• Rahm: Missing Toyko Olympics 'sucked' Rahm: Missing Toyko Olympics 'sucked'

    World number one Jon Rahm said it "sucked" to miss the Tokyo Olympic Games after testing positive for coronavirus.

    U.S. Open champion Rahm fancied his chances of winning gold, but he was unable to compete in Japan.

    The Spaniard, back in action at the Northern Trust this week, also had to withdraw from the Memorial Tournament in June when he held a six-shot lead following a positive COVID-19 test.

    He said ahead of his first start since The Open: "This [positive test before the Olympics] was a little harder to digest than Memorial, because I've done everything the system tells me to do."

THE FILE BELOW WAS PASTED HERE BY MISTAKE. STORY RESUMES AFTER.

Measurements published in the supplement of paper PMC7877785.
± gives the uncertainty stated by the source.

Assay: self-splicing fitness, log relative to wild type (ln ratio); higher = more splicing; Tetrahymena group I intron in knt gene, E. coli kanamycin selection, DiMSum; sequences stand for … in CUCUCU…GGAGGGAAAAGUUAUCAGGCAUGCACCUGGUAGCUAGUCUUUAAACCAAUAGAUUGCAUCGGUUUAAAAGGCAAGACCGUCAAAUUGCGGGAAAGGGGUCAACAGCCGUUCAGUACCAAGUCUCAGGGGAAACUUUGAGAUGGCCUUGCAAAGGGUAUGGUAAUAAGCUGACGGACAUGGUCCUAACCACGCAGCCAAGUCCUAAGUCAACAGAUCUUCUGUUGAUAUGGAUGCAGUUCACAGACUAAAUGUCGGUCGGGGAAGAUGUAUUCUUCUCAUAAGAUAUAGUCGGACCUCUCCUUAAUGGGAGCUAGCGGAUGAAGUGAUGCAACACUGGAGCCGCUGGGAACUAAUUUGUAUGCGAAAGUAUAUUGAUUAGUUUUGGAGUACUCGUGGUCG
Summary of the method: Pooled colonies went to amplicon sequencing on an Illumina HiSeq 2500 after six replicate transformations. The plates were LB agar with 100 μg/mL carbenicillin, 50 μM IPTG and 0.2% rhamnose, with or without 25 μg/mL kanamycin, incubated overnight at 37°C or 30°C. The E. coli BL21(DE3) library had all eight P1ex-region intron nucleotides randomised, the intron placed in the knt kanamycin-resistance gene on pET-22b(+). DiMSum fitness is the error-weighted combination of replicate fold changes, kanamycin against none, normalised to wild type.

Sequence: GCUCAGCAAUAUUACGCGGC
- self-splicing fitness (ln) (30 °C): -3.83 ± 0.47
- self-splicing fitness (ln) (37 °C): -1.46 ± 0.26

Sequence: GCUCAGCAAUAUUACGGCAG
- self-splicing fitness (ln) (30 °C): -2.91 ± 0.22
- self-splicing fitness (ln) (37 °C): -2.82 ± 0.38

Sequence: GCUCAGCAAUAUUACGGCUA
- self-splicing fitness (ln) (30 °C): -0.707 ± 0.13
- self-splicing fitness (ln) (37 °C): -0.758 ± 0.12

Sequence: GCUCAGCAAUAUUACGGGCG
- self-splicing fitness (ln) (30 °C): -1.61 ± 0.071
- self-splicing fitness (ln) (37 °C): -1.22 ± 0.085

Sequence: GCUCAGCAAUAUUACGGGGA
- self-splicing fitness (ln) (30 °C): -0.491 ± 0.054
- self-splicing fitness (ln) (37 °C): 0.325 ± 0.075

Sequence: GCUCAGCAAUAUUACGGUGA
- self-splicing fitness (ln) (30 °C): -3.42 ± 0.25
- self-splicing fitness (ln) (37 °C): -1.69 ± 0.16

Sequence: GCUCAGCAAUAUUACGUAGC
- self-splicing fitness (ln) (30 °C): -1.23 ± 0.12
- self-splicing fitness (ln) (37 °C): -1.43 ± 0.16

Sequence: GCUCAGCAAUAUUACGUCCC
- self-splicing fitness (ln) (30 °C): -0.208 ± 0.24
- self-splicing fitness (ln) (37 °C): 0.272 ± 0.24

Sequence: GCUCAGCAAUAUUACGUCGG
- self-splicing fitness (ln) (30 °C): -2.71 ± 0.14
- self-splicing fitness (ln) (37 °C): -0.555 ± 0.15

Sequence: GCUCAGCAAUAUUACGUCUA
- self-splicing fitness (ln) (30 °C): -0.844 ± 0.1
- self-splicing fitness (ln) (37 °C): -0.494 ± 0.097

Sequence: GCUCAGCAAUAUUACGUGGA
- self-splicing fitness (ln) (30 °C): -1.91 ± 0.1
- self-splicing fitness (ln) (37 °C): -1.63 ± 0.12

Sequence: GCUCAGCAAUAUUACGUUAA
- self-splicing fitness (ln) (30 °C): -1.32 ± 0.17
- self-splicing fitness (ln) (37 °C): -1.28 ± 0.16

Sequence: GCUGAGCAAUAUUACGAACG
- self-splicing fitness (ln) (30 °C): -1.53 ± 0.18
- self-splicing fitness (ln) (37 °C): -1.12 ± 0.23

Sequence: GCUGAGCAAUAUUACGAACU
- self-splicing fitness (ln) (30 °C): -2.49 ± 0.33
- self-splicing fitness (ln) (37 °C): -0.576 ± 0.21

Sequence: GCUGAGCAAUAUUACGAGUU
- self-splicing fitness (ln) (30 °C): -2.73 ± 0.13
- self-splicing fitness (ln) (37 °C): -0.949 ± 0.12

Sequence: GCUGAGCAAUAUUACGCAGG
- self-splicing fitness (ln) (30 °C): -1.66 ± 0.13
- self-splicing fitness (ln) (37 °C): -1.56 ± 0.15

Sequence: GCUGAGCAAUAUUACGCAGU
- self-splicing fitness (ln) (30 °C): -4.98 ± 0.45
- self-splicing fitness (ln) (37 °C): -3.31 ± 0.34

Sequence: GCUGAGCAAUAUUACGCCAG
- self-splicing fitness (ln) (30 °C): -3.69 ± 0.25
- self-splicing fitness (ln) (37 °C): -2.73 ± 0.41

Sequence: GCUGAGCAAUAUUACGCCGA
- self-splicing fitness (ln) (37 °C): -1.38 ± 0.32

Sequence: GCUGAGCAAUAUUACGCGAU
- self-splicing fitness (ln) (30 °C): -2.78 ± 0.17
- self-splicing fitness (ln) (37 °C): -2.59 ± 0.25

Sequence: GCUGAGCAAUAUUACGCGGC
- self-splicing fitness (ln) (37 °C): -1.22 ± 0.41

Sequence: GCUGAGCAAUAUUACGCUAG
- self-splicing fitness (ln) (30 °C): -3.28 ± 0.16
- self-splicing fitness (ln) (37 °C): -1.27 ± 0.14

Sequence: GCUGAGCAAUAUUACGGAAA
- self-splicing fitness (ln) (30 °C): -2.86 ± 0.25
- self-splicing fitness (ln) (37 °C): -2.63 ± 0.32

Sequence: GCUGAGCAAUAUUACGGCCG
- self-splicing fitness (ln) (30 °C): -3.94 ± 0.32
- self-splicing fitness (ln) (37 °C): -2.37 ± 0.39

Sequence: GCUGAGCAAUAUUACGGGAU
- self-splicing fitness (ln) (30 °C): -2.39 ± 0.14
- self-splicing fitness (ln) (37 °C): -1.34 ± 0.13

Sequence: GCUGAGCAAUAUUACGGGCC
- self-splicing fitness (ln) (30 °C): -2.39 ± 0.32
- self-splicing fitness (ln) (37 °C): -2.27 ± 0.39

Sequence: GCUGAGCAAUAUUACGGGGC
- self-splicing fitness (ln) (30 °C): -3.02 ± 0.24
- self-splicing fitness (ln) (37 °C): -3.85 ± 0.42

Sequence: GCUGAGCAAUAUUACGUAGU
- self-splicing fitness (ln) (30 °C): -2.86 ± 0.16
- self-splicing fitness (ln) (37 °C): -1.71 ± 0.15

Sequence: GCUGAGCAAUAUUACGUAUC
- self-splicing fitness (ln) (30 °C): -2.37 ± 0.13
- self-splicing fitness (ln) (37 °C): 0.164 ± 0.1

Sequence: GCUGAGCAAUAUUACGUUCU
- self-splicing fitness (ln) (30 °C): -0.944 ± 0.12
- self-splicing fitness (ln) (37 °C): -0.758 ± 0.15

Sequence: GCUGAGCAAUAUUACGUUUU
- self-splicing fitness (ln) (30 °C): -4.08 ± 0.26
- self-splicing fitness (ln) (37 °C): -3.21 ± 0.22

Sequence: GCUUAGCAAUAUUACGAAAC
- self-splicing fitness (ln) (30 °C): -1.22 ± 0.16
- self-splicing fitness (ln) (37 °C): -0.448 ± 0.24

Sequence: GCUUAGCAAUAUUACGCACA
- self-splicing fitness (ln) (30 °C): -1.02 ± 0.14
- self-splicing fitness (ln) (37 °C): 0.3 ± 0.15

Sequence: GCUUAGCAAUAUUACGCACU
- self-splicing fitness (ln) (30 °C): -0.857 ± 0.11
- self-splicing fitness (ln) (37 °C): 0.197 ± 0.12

Rahm added: "I understand it's a weird case because I tested negative so quickly and tested negative and tested negative all throughout the UK, and I get here [the United States] and the test is positive.

    "It really is unfortunate. It sucked because I wanted to represent Spain. I wanted to play that one. I wanted to hopefully give Spain a medal.

    "I was wishing for a gold medal, but just being part of that medal count for the country would have been huge. It was more devastating in that sense. I was more in the mindset of playing for them more than me."

    Rahm will tee off on Thursday fifth in the FedExCup standings as he eyes a glorious end to a season in which he won a first major title.

  • ICC preparing bid for cricket's inclusion at 2028 Olympic Games ICC preparing bid for cricket's inclusion at 2028 Olympic Games

    The International Cricket Council (ICC) has confirmed its intention to push for cricket to be included in the 2028 Olympic Games.